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Cyber Threat Posed by North Korea and China to South Korea and US Forces Korea

Cyber Threat Posed by North Korea and China to South Korea and US Forces Korea

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Published by saber_fencer
Recent cyber attacks on the US and the Republic of Korea’s government agencies, research institutes, private companies, and infrastructure have created significant cause for concern among the government officials and the computer security experts of both countries. Located in the heart of Northeast Asia, the proving ground for cyber-warfare (CW), computer networks of the United States Forces Korea (USFK) are ripe targets for the region’s CW organizations. The Yonhap News Agency reported on May 5th that the US military, after years of tracking which countries accessed them the most, has found that users inside North Korea logged onto US military websites and networks most frequently. This paper explores the CW capabilities and developments of North Korea and China in an effort to ascertain possible threats posed against the US entities and interests in the region.
Recent cyber attacks on the US and the Republic of Korea’s government agencies, research institutes, private companies, and infrastructure have created significant cause for concern among the government officials and the computer security experts of both countries. Located in the heart of Northeast Asia, the proving ground for cyber-warfare (CW), computer networks of the United States Forces Korea (USFK) are ripe targets for the region’s CW organizations. The Yonhap News Agency reported on May 5th that the US military, after years of tracking which countries accessed them the most, has found that users inside North Korea logged onto US military websites and networks most frequently. This paper explores the CW capabilities and developments of North Korea and China in an effort to ascertain possible threats posed against the US entities and interests in the region.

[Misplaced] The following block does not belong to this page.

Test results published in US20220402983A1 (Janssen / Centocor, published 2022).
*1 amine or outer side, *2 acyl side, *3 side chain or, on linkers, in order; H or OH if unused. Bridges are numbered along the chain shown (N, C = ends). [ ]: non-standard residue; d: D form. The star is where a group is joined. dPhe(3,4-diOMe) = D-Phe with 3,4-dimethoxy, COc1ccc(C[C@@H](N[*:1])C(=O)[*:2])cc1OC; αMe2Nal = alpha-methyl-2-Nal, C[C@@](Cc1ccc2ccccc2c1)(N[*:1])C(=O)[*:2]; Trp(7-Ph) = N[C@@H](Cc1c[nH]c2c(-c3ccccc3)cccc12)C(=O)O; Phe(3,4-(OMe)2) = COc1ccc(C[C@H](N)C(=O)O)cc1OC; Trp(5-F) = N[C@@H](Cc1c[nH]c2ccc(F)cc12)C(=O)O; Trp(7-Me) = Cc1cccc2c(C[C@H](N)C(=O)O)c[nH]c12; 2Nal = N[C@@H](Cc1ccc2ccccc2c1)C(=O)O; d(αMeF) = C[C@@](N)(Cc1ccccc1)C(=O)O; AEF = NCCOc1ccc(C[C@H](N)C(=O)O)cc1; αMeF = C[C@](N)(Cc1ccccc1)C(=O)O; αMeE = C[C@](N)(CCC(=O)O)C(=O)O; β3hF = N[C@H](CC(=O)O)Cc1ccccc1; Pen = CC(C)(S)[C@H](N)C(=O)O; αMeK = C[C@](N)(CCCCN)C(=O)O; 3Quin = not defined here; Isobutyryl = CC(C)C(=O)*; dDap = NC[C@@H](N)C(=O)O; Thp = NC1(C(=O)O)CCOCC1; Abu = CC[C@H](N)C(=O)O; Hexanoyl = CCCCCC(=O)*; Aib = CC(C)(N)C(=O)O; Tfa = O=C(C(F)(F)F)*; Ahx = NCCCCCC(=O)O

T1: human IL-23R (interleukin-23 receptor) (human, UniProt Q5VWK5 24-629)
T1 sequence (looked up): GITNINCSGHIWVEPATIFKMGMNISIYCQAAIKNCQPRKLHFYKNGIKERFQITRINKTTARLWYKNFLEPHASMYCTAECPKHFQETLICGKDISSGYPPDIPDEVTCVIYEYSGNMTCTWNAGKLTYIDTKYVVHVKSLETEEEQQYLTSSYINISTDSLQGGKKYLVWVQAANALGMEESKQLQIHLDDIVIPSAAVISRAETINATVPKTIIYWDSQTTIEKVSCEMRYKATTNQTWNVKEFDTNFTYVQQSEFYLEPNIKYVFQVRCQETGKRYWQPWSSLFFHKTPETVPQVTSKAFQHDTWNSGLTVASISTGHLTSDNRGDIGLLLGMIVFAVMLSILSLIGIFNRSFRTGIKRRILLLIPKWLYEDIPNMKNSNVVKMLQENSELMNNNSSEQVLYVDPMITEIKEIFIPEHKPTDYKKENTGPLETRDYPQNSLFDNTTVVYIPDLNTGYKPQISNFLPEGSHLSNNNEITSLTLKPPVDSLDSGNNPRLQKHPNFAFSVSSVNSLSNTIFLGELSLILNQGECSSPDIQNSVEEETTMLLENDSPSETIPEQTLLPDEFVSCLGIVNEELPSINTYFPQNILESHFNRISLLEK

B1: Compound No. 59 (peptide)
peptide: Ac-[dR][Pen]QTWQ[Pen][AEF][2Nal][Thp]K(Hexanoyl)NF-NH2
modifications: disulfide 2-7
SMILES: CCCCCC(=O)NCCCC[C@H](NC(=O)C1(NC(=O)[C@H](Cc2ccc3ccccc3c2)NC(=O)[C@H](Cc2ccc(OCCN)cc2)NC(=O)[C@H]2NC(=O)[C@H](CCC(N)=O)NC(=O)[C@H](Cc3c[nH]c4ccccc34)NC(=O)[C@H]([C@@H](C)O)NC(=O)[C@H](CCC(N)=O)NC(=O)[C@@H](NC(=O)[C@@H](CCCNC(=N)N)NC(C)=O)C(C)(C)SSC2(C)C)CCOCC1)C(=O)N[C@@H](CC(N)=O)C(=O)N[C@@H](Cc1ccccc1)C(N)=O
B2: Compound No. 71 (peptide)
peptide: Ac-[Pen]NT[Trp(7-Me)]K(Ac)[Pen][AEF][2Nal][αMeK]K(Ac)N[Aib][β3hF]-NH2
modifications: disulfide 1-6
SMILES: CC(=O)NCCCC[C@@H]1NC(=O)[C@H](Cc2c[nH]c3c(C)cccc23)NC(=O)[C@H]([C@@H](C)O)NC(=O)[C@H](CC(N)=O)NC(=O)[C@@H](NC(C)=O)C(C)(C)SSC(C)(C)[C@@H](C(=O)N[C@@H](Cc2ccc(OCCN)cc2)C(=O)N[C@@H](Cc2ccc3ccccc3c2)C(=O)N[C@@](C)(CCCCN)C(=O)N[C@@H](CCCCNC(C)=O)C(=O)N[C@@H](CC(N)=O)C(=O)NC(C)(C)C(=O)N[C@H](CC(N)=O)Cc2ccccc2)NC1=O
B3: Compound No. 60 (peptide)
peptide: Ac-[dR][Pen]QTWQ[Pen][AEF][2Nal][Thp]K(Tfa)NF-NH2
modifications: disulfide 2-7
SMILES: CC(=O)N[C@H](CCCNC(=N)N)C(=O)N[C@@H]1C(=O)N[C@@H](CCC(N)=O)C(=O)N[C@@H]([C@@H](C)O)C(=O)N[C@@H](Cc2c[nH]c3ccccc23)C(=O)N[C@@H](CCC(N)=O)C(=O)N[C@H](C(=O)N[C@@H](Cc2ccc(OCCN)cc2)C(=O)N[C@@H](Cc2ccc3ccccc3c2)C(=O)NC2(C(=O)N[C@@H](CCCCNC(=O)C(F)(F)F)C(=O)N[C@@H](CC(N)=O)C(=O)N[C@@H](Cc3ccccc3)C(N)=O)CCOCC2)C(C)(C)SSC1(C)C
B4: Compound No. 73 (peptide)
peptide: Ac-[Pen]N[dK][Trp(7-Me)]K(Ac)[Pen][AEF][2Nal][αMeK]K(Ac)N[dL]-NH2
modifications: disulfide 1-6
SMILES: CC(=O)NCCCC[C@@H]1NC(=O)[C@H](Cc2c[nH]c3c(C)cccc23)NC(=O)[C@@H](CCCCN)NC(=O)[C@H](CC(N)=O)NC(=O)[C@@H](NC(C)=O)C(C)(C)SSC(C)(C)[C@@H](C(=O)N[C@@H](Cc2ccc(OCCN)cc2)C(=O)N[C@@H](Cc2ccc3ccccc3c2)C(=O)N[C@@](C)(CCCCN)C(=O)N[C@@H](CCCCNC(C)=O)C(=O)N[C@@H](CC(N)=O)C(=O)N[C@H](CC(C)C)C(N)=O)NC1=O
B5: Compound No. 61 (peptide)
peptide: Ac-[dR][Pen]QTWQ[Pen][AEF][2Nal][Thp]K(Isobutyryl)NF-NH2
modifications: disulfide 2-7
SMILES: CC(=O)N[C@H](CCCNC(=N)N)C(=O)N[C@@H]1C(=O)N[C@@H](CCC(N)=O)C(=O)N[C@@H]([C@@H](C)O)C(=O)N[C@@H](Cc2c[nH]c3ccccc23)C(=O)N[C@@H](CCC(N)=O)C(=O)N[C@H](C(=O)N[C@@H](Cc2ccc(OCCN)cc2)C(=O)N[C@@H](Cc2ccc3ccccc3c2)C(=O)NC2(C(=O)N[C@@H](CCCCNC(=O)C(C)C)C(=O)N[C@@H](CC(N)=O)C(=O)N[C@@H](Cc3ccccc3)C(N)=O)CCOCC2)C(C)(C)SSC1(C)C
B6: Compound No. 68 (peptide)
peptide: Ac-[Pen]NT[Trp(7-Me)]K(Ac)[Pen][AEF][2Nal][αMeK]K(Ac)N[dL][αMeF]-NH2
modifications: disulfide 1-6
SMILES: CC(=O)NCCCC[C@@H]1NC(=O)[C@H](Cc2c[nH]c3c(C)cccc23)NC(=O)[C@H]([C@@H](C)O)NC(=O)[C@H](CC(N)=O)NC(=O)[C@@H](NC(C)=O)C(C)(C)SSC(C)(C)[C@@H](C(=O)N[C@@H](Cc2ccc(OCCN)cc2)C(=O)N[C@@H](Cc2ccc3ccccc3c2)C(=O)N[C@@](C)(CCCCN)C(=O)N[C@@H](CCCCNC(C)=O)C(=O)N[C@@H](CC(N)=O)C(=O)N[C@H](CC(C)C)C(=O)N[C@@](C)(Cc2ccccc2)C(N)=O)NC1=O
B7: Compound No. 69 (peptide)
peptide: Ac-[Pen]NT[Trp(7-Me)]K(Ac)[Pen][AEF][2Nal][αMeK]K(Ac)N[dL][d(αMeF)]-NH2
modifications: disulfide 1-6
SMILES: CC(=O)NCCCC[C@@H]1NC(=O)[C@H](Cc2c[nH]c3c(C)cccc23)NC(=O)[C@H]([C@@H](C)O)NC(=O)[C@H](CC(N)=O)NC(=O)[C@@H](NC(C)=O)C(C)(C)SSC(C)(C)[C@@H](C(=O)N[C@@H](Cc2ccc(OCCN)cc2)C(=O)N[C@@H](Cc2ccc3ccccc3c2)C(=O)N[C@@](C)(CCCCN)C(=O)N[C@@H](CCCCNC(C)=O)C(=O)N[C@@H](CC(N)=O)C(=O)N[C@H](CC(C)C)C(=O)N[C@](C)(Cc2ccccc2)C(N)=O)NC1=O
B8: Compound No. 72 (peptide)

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Published by: saber_fencer on May 08, 2009
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10/24/2010

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Cyber Threat posed by North Korea and China to South Korea and US Forces Korea
Steve Sin
i
 May 2009
 Acknowledgement.
Thanks to Mrs. Hwa-young Sin (ABD) of Seoul National University and Dr. Horace Jeffery Hodges of Ewha Womans University for wonderful recommendations and sharpcritiques that contributed greatly to the improvement of this paper.
 
Abstract:
Recent cyber attacks on the US and the Republic of Korea’s government agencies, researchinstitutes, private companies, and infrastructure have created significant cause for concernamong the government officials and the computer security experts of both countries. Locatedin the heart of Northeast Asia, the proving ground for cyber-warfare (CW), computer networks ofthe United States Forces Korea (USFK) are ripe targets for the region’s CW organizations. The
Yonhap News Agency 
reported on May 5
th
that the US military, after years of tracking whichcountries accessed them the most, has found that users inside North Korea logged onto USmilitary websites and networks most frequently. This paper explores the CW capabilities anddevelopments of North Korea and China in an effort to ascertain possible threats posed againstthe US entities and interests in the region.
Keywords:
cyber-warfare, CW, cyber attack, US Forces Korea, Republic of Korea, North Korea,China, hacking, hacker, cyber spy
i